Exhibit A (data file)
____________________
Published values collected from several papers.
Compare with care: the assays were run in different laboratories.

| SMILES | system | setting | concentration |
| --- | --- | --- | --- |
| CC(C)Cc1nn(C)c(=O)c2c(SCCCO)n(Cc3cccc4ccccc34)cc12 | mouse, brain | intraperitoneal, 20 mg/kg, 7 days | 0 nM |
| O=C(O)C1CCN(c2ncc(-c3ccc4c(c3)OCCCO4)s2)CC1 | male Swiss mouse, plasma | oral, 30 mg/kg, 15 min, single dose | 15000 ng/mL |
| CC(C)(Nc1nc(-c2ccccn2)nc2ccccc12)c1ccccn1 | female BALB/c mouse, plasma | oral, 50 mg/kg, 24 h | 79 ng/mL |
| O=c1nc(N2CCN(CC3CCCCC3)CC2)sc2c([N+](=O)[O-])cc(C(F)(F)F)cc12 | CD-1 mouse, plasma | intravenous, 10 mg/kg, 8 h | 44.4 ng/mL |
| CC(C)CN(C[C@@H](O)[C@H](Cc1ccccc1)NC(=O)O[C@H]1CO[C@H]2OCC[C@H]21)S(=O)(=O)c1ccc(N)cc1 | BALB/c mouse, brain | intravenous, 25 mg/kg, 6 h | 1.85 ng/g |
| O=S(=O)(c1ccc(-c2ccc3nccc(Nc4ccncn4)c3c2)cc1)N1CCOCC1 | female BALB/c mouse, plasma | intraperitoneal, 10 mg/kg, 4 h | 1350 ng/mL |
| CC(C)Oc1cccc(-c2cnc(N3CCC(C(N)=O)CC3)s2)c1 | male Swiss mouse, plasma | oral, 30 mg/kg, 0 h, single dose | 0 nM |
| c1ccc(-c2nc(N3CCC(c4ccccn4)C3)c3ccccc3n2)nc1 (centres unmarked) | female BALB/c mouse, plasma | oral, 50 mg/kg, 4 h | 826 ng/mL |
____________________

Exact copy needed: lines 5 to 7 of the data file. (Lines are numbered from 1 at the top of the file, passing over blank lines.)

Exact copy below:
| CC(C)Cc1nn(C)c(=O)c2c(SCCCO)n(Cc3cccc4ccccc34)cc12 | mouse, brain | intraperitoneal, 20 mg/kg, 7 days | 0 nM |
| O=C(O)C1CCN(c2ncc(-c3ccc4c(c3)OCCCO4)s2)CC1 | male Swiss mouse, plasma | oral, 30 mg/kg, 15 min, single dose | 15000 ng/mL |
| CC(C)(Nc1nc(-c2ccccn2)nc2ccccc12)c1ccccn1 | female BALB/c mouse, plasma | oral, 50 mg/kg, 24 h | 79 ng/mL |